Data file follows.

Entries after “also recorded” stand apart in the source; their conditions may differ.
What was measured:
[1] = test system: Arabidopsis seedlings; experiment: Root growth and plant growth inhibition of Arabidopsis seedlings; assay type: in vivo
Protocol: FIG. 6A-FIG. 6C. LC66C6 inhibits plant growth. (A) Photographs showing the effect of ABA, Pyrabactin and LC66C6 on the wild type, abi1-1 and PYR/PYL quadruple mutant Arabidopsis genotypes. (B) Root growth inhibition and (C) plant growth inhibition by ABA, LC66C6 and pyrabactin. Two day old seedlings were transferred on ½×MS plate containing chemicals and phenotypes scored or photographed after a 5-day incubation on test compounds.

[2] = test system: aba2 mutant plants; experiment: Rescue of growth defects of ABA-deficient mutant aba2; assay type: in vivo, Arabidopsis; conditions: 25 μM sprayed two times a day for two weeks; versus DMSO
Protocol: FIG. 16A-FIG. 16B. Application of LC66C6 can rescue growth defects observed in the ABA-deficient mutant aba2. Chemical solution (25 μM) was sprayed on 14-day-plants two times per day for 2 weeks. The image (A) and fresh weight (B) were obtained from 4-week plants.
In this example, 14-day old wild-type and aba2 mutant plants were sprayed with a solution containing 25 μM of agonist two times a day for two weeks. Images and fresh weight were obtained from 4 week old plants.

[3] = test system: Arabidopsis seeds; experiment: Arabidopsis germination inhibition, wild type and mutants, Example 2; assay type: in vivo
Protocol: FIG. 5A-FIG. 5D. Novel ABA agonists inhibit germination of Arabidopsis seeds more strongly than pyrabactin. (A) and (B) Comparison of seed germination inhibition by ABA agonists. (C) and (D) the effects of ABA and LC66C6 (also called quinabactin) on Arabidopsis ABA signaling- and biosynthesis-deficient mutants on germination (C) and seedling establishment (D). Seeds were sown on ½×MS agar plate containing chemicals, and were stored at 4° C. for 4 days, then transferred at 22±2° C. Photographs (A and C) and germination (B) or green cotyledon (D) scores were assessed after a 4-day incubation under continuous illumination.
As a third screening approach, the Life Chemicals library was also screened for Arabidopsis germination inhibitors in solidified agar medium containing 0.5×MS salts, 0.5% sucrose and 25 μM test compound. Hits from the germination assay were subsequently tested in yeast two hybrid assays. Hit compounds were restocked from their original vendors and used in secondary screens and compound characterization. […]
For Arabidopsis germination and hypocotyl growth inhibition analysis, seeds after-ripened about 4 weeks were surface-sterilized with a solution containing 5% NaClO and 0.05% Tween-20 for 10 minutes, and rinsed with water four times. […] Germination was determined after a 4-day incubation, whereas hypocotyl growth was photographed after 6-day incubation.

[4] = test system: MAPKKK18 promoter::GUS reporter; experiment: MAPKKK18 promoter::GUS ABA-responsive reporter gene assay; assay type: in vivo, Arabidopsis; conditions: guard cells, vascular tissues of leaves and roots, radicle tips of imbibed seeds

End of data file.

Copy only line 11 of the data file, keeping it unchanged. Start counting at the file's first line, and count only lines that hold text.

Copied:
For Arabidopsis germination and hypocotyl growth inhibition analysis, seeds after-ripened about 4 weeks were surface-sterilized with a solution containing 5% NaClO and 0.05% Tween-20 for 10 minutes, and rinsed with water four times. […] Germination was determined after a 4-day incubation, whereas hypocotyl growth was photographed after 6-day incubation.